Could it, like 1 Clement, have been written before the destruction of the temple?

I’m not aware of anyone who dates it to this period, but we should be careful, because the popular opinion is that 1 Clement was also written after the temple’s destruction, and that is mistaken.

Michael Holmes summarizes the issue of To Diognetus‘s date this way:

The date of the document is a matter of conjecture as well. Reasonable suggestions range from 117 to after 313. Between 150 and 225 seems the most likely; Lightfoot, Meecham, and Frend favor the earlier of these dates, while R. M. Grant places it somewhat later [The Apostolic Fathers: Greek Texts and English Translations of Their Writings (1999 ed.), 530].

That is a wide range of dates, and it illustrates the fact that there is little certainty regarding when this document was written.

The earlier portion of the range (c. 117) comes close to when the temple was in operation. Could the work be dated before its destruction?

To Diognetus is similar to the writings of the other Greek-speaking apologists of the 2nd century, and so it is often date alongside them, but there is no reason, in principle, why it cannot be a forerunner that helped establish the genre of this sort of apologetic writing.

If we are to entertain this possibility then the fact that the author refers to Jews still offering sacrifices could itself be a clue that it was written before the temple’s destruction.

There is even the fact that, later in the work, the author describes himself, saying:

I am not talking about strange things, nor am I engaged in irrational speculation, but having been a disciple of apostles, I am now becoming a teacher of the Gentiles [op. cit., 11:1].

While a person in a later age could describe himself figuratively as a disciple of the apostles, an early author could well have meant that he was literally a disciple of the apostles, which would suggest a first century date.

However, there is a problem here, because there is a break in the text just before this passage, and most scholars think that this statement wasn’t part of the original To Diognetus but was rather part of a second work.

So let’s suppose that the work was written after A.D. 70. What are we to make of its apparent references to ongoing Jewish sacrifice?

Hypothetically, it might refer to sacrifices not taking place at Jerusalem. It does not, after all, specify Jerusalem as the place where these were occurring.

Although the view among the Jewish establishment strongly favored the offering of sacrifices at Jerusalem, this was not universal. There was, in fact, a Jewish temple at Leontopolis in Egypt, and sacrifice was also offered there (as it had been at a previous temple in Elephantine, Egypt).

The temple at Leontopolis was destroyed in A.D. 73, however, because the Romans feared it might become an alternative cultic site for Jews and lead to another rebellion, so the window in which To Diognetus could have been written on that theory would be quite narrow.

Could the sacrifices have been offered elsewhere? While the school of thought that eventually prevailed in Judaism held that sacrifices (with few exceptions) were not to be offered elsewhere, it is possible that, in the wake of the temple’s destruction, some priests tried offering sacrifices elsewhere, but this is unlikely to have been a well-known practice and thus is not likely to be what the author of To Diognetus has in mind.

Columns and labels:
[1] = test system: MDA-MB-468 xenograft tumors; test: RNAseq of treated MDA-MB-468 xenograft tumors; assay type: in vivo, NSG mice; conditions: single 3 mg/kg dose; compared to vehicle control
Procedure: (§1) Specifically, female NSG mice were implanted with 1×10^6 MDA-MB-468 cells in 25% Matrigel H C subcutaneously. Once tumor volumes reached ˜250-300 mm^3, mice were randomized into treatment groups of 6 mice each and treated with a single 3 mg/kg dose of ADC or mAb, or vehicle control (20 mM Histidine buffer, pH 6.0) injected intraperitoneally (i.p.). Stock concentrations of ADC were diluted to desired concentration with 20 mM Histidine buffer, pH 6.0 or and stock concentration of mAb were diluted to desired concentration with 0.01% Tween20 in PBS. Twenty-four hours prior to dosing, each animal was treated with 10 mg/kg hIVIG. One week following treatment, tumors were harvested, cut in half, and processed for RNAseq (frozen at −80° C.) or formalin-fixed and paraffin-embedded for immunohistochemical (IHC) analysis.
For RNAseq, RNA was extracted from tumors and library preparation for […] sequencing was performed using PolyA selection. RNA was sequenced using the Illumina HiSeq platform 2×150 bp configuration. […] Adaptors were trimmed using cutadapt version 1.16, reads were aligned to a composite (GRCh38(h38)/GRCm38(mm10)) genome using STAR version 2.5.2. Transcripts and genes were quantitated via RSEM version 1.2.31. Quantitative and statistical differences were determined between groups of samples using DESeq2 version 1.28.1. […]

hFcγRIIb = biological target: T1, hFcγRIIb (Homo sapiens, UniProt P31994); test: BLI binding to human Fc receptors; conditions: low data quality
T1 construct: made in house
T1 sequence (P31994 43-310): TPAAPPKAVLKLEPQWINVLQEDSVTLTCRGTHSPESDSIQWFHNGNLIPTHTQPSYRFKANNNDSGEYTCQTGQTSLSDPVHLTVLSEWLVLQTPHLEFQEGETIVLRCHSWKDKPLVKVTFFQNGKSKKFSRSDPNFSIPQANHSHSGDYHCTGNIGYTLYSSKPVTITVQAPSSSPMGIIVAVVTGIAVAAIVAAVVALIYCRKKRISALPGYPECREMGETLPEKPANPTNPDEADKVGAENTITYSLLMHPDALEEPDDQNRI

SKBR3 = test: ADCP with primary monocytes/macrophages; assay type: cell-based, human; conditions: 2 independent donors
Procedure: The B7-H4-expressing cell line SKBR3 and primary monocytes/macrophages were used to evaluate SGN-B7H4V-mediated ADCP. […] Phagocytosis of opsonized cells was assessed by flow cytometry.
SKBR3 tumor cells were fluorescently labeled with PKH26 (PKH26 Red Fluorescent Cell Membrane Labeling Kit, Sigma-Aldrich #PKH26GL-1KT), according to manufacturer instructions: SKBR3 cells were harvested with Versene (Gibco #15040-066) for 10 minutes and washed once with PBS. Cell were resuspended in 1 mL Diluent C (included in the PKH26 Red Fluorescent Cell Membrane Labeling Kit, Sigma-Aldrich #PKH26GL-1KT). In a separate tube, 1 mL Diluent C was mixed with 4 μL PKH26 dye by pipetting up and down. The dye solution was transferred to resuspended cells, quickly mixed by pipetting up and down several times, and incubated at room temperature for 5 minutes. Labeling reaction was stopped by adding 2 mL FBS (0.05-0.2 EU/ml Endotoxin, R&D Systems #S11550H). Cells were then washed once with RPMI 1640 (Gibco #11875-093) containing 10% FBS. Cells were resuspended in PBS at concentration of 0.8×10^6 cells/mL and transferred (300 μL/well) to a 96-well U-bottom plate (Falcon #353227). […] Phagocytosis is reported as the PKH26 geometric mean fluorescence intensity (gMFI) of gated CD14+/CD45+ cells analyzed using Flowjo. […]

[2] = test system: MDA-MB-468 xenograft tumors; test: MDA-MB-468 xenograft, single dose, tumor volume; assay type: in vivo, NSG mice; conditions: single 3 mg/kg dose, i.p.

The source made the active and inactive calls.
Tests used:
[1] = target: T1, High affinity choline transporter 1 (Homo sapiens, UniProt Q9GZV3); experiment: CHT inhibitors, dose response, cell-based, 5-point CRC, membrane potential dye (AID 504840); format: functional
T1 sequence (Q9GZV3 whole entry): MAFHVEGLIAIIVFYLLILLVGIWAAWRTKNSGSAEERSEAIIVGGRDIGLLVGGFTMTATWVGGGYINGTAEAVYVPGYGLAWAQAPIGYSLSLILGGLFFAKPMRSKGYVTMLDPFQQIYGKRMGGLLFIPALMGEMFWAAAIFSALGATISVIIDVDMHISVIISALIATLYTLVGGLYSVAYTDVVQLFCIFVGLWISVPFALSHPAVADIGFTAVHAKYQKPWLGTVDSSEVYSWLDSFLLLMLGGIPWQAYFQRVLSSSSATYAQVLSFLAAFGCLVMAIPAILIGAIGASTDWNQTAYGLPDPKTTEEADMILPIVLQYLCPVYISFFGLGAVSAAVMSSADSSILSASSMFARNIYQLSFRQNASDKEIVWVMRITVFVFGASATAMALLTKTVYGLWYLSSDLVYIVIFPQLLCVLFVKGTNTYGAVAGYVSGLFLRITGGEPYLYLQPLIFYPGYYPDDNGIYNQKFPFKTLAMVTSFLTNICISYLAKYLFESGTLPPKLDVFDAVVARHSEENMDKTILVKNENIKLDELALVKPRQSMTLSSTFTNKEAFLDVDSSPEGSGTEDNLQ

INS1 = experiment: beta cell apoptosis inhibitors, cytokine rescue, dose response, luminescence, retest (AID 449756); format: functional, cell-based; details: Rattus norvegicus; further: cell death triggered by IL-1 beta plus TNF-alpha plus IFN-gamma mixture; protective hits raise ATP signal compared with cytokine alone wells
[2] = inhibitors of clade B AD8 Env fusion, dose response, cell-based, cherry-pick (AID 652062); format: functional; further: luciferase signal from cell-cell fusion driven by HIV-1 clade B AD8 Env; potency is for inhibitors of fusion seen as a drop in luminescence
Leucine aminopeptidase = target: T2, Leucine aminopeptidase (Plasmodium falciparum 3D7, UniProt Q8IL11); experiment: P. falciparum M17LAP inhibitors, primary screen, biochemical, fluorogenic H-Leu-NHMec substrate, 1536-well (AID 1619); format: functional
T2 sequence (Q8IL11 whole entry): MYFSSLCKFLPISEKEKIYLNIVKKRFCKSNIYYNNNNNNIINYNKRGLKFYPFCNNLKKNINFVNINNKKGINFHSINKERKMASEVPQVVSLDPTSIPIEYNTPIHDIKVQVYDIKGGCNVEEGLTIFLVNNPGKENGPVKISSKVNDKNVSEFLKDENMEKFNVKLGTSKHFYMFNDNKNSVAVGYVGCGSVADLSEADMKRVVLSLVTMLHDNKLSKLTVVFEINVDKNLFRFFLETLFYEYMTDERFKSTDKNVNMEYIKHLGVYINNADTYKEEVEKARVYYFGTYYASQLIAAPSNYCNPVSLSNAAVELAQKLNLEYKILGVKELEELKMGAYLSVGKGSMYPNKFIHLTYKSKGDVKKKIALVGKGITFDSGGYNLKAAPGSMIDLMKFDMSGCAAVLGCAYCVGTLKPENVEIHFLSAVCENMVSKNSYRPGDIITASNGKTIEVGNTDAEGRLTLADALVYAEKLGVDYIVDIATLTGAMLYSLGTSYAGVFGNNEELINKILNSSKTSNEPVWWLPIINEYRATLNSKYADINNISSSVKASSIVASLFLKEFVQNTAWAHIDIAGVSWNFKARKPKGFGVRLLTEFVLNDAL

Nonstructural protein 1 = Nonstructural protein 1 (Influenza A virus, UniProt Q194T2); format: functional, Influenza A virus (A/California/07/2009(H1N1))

Instead, if the epistle were written after A.D. 70, he is likely thinking of the customary mode of Jewish worship that prevailed up until the destruction of the temple, and he chooses to speak of it as if it were ongoing because it suited his purpose as a way of showing the superiority of Christian worship of the true God.

On the other hand, if that was his purpose, it is strange that he didn’t mention the temple’s destruction and the end of these sacrifices as a sign of the true God’s rejection of the Jewish mode of worship. That would have suited his purpose even better, and this omission may serve as another indicator of a pre-70 date.

In conclusion, the evidence regarding the Epistle to Diognetus is ambiguous. On the one hand, we have what looks like a reference to Jewish sacrifice as if it is ongoing. On the other hand, there is a great deal of uncertainty about the date of the epistle and what the author has in mind.

This means that, although the epistle might qualify as the kind of evidence Lane needs, the situation is too uncertain to provide a clear, indisputable case.

Furthermore, it is the only such case we have found, and so it may be explained by the idiosyncrasies of a single author. We do not have a basis for proposing an established usage of unmarked present tenses being used to refer to the temple and its operations after A.D. 70.

 

Implications

The theory proposed by Lane does not ultimately succeeding in casting a great deal of doubt on the idea that present tense references to the temple and its operations can be a significant clue that a document was written before A.D. 70.

However, our examination of the passages cited by Lane does reveal some important cautions that need to be taken into account.

The first of these is that it is not merely any use of the present tense that serves as a clue to a pre-70 date. The use needs to be what we have referred to as an “unmarked” use of the present—that is, one in which the reader is not signaled that the use of the present tense should not be taken as a reference to present time.